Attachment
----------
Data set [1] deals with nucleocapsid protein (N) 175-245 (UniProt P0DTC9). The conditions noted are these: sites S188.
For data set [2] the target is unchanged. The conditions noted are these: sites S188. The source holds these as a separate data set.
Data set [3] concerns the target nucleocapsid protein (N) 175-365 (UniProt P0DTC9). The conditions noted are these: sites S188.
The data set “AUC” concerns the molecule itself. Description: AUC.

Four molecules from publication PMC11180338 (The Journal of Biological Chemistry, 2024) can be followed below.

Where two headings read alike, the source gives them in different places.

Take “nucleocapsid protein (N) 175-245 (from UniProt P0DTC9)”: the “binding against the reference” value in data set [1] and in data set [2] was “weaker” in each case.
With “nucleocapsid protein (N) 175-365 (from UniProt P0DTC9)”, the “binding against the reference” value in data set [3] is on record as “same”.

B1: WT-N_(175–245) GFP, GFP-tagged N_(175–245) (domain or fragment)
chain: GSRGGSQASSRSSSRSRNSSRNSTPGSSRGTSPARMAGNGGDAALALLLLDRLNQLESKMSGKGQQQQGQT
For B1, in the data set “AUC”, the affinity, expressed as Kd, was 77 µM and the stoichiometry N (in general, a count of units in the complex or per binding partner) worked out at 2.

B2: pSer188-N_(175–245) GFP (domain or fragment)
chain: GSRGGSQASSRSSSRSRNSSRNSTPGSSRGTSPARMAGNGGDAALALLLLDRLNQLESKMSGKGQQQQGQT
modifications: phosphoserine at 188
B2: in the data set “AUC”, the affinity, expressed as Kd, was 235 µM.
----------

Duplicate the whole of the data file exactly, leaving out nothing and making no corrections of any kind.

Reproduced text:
Data set [1] deals with nucleocapsid protein (N) 175-245 (UniProt P0DTC9). The conditions noted are these: sites S188.
For data set [2] the target is unchanged. The conditions noted are these: sites S188. The source holds these as a separate data set.
Data set [3] concerns the target nucleocapsid protein (N) 175-365 (UniProt P0DTC9). The conditions noted are these: sites S188.
The data set “AUC” concerns the molecule itself. Description: AUC.

Four molecules from publication PMC11180338 (The Journal of Biological Chemistry, 2024) can be followed below.

Where two headings read alike, the source gives them in different places.

Take “nucleocapsid protein (N) 175-245 (from UniProt P0DTC9)”: the “binding against the reference” value in data set [1] and in data set [2] was “weaker” in each case.
With “nucleocapsid protein (N) 175-365 (from UniProt P0DTC9)”, the “binding against the reference” value in data set [3] is on record as “same”.

B1: WT-N_(175–245) GFP, GFP-tagged N_(175–245) (domain or fragment)
chain: GSRGGSQASSRSSSRSRNSSRNSTPGSSRGTSPARMAGNGGDAALALLLLDRLNQLESKMSGKGQQQQGQT
For B1, in the data set “AUC”, the affinity, expressed as Kd, was 77 µM and the stoichiometry N (in general, a count of units in the complex or per binding partner) worked out at 2.

B2: pSer188-N_(175–245) GFP (domain or fragment)
chain: GSRGGSQASSRSSSRSRNSSRNSTPGSSRGTSPARMAGNGGDAALALLLLDRLNQLESKMSGKGQQQQGQT
modifications: phosphoserine at 188
B2: in the data set “AUC”, the affinity, expressed as Kd, was 235 µM.